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Honoring an amazing woman

It takes perhaps everything a 24 year old girl and single mother has, to decide one day that once and for all, she will no longer shame the woman who gave her life. This woman instead deserves to be honored and remembered through the only voice she has left. Mine.


I hold some of the fondest memories a daughter could ever have of her mother. I was blessed with a mother who had a heart of gold, but like many of the worlds finest, their blessings and sincere decency could only survive the Earth for a short time. There is such a thing as being too good amongst a world containing far too much evil. I hereby devote my life to her cause which now lives through me, the cause being kindness, love, acceptance and generosity at all costs.


I remember her smile that could melt a room and the light in her eyes that shined brighter than the evident pain behind them. I can recall her constant struggle to retain goodness and her desire to help others no matter what she received in return. As I practice similar actions I've become aware that you can help ten people, nine of which are not capable of appreciating your gesture but one who will remember and appreciate your kind action for all of their time. That one person touched by your kindness could very well re give your gift to another person in that persons time of need therefore recycling your kindness throughout the world. My mother and I agree this is worth it.


As kids, my older brother and I made a failed attempt at a Lemonade stand. Mind you this was our first business venture. With my current knowledge I realize that much like a storefront the success of your lemonade stand depends primarily on LOCATION, LOCATION, LOCATION. So yes we could have picked a busier block. Saddened that we were yet to have our first customer my mother sneaks out of the back of the apartment buildings dressed in unrecognizable attire. A floral sundress a straw hat and a beautiful face hidden behind other materials. The most beautiful site my eyes could behold made her way up the block and then a foreign woman with a foreign accent bought the very first cup of lemonade we sold. It wasn't until after the transaction I realized it was her. We couldn't have sold our first cup of lemonade to a better lady.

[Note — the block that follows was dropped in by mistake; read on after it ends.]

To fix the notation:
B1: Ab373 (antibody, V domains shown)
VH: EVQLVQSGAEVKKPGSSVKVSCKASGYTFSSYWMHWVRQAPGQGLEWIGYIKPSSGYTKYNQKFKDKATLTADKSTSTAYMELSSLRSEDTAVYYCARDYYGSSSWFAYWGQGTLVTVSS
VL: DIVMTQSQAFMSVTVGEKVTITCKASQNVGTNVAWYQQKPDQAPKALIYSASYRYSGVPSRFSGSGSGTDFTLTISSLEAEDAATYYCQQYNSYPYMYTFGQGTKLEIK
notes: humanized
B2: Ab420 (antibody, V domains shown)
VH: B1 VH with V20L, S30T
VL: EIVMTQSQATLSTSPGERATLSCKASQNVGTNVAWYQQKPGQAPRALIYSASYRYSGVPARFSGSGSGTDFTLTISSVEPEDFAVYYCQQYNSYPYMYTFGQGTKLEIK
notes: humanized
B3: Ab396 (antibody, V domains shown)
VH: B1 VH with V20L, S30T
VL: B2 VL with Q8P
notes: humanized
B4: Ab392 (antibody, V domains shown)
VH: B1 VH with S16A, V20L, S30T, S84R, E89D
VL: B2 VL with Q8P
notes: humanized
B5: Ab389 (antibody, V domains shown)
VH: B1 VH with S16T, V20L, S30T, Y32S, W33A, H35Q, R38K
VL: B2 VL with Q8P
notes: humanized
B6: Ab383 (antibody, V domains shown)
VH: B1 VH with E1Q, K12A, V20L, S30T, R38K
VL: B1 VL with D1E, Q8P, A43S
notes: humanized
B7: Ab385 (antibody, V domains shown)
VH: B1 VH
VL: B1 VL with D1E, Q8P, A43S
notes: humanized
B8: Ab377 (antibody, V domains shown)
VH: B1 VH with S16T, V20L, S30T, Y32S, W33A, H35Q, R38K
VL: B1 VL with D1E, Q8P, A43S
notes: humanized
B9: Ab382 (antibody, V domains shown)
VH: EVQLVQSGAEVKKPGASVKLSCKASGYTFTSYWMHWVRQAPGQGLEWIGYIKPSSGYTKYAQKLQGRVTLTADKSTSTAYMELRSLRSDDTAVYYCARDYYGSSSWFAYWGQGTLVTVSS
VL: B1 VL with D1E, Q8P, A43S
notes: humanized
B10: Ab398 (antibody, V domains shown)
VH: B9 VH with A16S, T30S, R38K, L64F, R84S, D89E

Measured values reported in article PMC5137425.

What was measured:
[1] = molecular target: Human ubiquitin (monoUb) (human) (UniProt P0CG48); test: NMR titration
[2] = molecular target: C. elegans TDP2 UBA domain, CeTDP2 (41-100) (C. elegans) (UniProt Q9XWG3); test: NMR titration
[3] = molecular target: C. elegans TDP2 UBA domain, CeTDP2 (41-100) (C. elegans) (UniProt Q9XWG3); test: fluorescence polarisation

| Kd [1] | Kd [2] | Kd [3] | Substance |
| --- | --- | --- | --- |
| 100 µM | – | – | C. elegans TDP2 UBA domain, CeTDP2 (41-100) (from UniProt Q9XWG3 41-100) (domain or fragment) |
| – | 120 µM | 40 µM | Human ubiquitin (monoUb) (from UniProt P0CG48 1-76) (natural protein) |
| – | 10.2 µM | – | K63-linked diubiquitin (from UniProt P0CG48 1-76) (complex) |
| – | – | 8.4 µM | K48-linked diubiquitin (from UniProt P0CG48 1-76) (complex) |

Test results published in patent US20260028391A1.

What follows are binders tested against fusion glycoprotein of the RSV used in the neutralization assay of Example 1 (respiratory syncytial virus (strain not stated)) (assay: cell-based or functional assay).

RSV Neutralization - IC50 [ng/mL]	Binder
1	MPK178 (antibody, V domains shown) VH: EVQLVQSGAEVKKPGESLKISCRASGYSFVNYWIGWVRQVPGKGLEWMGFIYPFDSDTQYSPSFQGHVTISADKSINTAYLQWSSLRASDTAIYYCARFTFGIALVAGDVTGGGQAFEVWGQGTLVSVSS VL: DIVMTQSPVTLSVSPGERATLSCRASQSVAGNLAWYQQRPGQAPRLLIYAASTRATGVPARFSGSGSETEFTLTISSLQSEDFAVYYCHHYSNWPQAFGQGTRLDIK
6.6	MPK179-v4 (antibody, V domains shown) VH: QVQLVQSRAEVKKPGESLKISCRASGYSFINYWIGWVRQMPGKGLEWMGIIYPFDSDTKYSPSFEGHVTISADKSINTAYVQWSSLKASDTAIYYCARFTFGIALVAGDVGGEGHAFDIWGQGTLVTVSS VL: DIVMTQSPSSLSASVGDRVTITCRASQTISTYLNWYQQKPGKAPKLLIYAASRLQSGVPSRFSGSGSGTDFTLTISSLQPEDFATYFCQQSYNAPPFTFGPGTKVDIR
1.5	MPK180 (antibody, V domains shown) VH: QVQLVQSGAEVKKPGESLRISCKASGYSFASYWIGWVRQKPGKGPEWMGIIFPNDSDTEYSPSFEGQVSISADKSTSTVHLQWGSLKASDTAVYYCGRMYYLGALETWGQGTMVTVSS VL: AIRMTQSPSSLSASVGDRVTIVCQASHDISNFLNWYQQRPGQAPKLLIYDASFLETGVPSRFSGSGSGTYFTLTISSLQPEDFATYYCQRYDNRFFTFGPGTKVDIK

When I look back at that now I wonder how a woman carrying such a painful secret from her children could be so magnificent. The painful secret that she has AIDS and will have to prematurely leave these children unprotected in this world containing far too much evil.


Years after the lemonade stand and before I learned of my mother's condition she gave birth to my new, younger brother Terry. Terry was born with full blown AIDS. As he struggled to stay alive at age two months and my mothers condition worsened she shared her painful secret with us. I will never forget that day as my life as I knew it was over. My younger brother harnessed whatever miracle it was that lived in my mother when he repeatedly recovered from each potential loss of body part and loss of life he was most certainly facing. Certain as the doctors and nurses were that is these being the same doctors and nurses who named him the miracle baby when they sent him home.